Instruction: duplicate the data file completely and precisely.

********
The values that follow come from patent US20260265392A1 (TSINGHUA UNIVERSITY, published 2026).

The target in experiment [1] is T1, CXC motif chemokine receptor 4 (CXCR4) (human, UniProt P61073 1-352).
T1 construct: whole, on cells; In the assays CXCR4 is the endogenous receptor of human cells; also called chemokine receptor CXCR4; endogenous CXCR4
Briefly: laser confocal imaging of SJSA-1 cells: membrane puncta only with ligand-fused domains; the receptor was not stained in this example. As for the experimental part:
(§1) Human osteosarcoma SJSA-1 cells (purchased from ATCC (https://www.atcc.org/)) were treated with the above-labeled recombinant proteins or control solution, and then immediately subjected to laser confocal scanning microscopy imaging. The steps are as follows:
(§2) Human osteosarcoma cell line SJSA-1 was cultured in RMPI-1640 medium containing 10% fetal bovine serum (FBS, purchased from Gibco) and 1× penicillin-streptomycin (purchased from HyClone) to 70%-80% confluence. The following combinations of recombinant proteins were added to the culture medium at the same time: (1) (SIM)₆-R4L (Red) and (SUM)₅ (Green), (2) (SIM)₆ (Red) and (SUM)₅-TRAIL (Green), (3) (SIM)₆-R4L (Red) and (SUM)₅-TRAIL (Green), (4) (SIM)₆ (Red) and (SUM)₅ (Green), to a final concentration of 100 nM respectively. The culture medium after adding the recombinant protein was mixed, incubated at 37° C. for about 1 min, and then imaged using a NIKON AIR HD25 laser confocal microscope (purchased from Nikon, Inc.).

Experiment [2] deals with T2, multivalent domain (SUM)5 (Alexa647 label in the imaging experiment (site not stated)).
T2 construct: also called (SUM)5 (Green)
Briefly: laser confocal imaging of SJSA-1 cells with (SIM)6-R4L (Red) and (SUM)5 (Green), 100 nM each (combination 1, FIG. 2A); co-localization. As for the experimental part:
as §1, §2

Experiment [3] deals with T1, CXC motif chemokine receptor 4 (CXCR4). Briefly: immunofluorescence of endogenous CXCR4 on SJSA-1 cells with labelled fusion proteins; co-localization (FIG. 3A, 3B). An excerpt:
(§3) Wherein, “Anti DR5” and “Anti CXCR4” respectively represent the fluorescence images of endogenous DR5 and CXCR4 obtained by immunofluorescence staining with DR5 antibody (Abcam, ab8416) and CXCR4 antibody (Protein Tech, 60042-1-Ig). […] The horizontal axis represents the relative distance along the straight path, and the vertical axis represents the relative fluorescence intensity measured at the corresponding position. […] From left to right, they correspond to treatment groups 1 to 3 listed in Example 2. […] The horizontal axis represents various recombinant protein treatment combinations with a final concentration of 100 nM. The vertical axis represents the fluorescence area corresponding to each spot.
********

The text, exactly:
The values that follow come from patent US20260265392A1 (TSINGHUA UNIVERSITY, published 2026).

The target in experiment [1] is T1, CXC motif chemokine receptor 4 (CXCR4) (human, UniProt P61073 1-352).
T1 construct: whole, on cells; In the assays CXCR4 is the endogenous receptor of human cells; also called chemokine receptor CXCR4; endogenous CXCR4
Briefly: laser confocal imaging of SJSA-1 cells: membrane puncta only with ligand-fused domains; the receptor was not stained in this example. As for the experimental part:
(§1) Human osteosarcoma SJSA-1 cells (purchased from ATCC (https://www.atcc.org/)) were treated with the above-labeled recombinant proteins or control solution, and then immediately subjected to laser confocal scanning microscopy imaging. The steps are as follows:
(§2) Human osteosarcoma cell line SJSA-1 was cultured in RMPI-1640 medium containing 10% fetal bovine serum (FBS, purchased from Gibco) and 1× penicillin-streptomycin (purchased from HyClone) to 70%-80% confluence. The following combinations of recombinant proteins were added to the culture medium at the same time: (1) (SIM)₆-R4L (Red) and (SUM)₅ (Green), (2) (SIM)₆ (Red) and (SUM)₅-TRAIL (Green), (3) (SIM)₆-R4L (Red) and (SUM)₅-TRAIL (Green), (4) (SIM)₆ (Red) and (SUM)₅ (Green), to a final concentration of 100 nM respectively. The culture medium after adding the recombinant protein was mixed, incubated at 37° C. for about 1 min, and then imaged using a NIKON AIR HD25 laser confocal microscope (purchased from Nikon, Inc.).

Experiment [2] deals with T2, multivalent domain (SUM)5 (Alexa647 label in the imaging experiment (site not stated)).
T2 construct: also called (SUM)5 (Green)
Briefly: laser confocal imaging of SJSA-1 cells with (SIM)6-R4L (Red) and (SUM)5 (Green), 100 nM each (combination 1, FIG. 2A); co-localization. As for the experimental part:
as §1, §2

Experiment [3] deals with T1, CXC motif chemokine receptor 4 (CXCR4). Briefly: immunofluorescence of endogenous CXCR4 on SJSA-1 cells with labelled fusion proteins; co-localization (FIG. 3A, 3B). An excerpt:
(§3) Wherein, “Anti DR5” and “Anti CXCR4” respectively represent the fluorescence images of endogenous DR5 and CXCR4 obtained by immunofluorescence staining with DR5 antibody (Abcam, ab8416) and CXCR4 antibody (Protein Tech, 60042-1-Ig). […] The horizontal axis represents the relative distance along the straight path, and the vertical axis represents the relative fluorescence intensity measured at the corresponding position. […] From left to right, they correspond to treatment groups 1 to 3 listed in Example 2. […] The horizontal axis represents various recombinant protein treatment combinations with a final concentration of 100 nM. The vertical axis represents the fluorescence area corresponding to each spot.